SEC Investment Management chief Norm Champ
treated fundsters to a surprise triple-dose of himself this morning at the ICI
's Investment Management
Champ added two panels after his keynote this morning at the JW Marriott Desert Palm in Palm Desert, California, after two SEC speakers cancelled
because of budget cuts caused by the sequester.
In order to keep up with rapidly accelerating trends in the mutual fund industry, SEC investment management chief Norm Champ
wants his division to steal a play from the great one himself, Wayne Gretzky
— to go where the puck will be and not where it is. Champ made these comments this morning in his keynote address.
Going to where the puck will be involves a number of new, and ongoing initiatives, designed to improve the investigative and data-gathering abilities SEC staffers.
"We are working to enhance our eyes and years, getting a better -- and more first hand, understanding of the workings of the fund industry," Champ told fundsters. "We are expanding our source of knowledge so it doesn't just come from sitting behind a desk in Washington, D.C., but comes from talking with you."
To that end, the division has launched a new data-gathering and analytical arm dubbed the Risk and Examinations
group. The purpose of the group, he said, is to conduct rigorous and quantitative analyses of asset managers and the products they offer to better inform the regulator of all of its actions.
One element of this data-gathering will involve increased visits by Champ staffers with mutual fund executives — with many of these initially being conducted with staffers of the SEC's Office of Inspections and Examination.
The goal of these dialogues, conducted at the headquarters of many fund firms, will be to get a better sense of systems and controls and culture of the fund firm, he said.
"We will be better regulators if we have a better understanding of your businesses," he said.
One part of this increased dialogue, Champ said, will involve frequent meetings with the independent directors of fund boards.
"Fund directors serve an exceedingly important role, they serve as the eyes and ears of fund investors. Directors even serve in part as the eyes and ears of regulators. Regulators can't be everywhere. We have to leverage gatekeepers and overseers like directors," he said.
Champ said that this dialogue will involve "some tough questions" with directors, like on where these directors believe they are adding value and where they believe their oversight is more difficult to manage.
Other questions would include: Do fund directors feel they are overextended? Are their responsibilities being properly allocated? Are they focused on where they can provide the most value? Are directors being asked to oversee too many funds?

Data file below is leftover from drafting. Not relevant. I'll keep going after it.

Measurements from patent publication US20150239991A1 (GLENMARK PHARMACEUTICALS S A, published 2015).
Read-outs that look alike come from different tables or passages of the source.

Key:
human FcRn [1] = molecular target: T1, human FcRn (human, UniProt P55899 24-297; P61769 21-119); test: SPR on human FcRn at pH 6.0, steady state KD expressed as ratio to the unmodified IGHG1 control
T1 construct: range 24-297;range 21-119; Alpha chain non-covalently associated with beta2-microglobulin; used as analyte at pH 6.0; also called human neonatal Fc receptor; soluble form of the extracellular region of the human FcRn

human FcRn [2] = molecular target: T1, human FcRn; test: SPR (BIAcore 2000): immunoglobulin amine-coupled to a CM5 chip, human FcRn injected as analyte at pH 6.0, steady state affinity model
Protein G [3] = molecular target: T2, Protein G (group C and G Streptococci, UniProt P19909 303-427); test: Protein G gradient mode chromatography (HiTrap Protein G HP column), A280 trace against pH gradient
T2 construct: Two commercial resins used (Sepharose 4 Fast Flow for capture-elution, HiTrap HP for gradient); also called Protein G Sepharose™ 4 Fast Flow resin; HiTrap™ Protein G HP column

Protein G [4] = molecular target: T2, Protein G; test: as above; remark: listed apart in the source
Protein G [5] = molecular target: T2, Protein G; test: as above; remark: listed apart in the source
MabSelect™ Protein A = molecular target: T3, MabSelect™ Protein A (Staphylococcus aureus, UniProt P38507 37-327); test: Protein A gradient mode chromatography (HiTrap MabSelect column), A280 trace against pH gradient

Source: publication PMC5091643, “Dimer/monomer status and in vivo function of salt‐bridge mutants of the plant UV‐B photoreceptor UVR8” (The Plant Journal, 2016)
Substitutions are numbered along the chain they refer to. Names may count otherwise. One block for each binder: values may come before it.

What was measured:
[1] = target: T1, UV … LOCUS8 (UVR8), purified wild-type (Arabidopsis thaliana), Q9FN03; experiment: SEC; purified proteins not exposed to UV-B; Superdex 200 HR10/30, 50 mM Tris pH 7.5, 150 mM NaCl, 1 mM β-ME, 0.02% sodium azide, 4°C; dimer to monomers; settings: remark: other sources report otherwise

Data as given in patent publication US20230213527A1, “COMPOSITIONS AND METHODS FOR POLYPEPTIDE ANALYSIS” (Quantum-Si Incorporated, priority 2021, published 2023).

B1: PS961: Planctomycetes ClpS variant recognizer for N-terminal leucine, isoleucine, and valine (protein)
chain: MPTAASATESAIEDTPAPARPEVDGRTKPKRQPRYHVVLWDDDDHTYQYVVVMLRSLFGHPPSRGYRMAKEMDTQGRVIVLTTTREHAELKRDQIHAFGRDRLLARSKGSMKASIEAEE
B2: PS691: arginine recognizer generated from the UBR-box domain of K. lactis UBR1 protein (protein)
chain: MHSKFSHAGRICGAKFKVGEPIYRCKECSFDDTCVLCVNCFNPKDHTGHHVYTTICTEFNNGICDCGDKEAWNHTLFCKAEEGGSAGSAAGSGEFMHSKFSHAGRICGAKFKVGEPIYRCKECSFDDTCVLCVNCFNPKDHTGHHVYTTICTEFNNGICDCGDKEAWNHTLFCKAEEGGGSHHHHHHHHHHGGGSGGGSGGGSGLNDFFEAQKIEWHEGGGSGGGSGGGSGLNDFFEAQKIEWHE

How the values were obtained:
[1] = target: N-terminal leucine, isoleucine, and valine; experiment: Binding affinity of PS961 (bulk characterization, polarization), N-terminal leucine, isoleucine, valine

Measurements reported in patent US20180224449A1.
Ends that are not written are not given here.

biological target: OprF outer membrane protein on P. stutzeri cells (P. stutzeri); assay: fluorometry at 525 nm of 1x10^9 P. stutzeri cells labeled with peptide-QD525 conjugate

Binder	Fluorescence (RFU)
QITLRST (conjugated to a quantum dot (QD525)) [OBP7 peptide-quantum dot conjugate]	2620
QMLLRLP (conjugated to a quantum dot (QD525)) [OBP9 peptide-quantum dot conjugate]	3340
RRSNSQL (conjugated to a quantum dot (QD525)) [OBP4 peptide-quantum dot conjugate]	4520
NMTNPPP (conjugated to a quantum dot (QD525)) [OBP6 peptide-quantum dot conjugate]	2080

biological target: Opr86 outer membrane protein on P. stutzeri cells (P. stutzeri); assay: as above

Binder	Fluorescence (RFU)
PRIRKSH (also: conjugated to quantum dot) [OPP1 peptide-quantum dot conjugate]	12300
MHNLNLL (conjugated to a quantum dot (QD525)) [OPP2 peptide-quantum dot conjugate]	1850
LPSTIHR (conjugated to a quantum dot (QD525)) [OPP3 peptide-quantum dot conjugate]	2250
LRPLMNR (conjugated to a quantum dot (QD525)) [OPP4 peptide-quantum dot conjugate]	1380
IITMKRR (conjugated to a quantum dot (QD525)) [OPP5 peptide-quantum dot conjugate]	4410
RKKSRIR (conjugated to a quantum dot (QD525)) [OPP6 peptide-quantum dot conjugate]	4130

"How many is too many? Is it 4, 14 or 140?" Champ asked.
A lot of discussion will also focus on the issue of fees: such as those paid to subadvisors, those tied to securities lending, and so on.
Champ then asked for help from the audience in these initiatives. He said that his staff will increase with lawyers, accounting firms and other experts to gain better insights on a myriad of issues.
"If there are good practices, or poor practices, out there that you are aware off, please bring them to our attention," he said.
The expansion of the Investment Management division's eyes and ears also involved continuous hiring in this department, according to Champ. He noted recent hires such as risk expert Sharon Pichler
and Dan Townley
, among others.
Along with these hires, Champ said there are ongoing efforts to improve internal coordination between all arms of the regulator.
The last major element of the eyes and ears initiative involves ongoing work to bolster the SEC's technology systems for gathering data on most mutual funds. Champ noted that thanks to Dodd-Frank, his agency iss now receiving, for the first time ever, in-depth data on private equity and hedge funds. The agency is also, of course, collecting much more data related to money market funds.
However, he said, the SEC still lacked a comprehensive and efficient means for collecting data on the "great swath of funds between money market and hedge funds," i.e. mutual funds.
"We have a hodge podge of data collection and reporting forms for your industry. Many have long acronyms and bureaucratic sounding names and even more bureaucratic sounding technology, including a a form that uses a DOS system, kept alive only for filing that form," he said.
"We want funds to be able to report to us quickly, efficiently and accurately," he said.
Part of this effort will include initiatives to streamline and cut down on the number of forms asset manages will need to fill to be in compliance, in addition to bolstered internal technology, Champ said.
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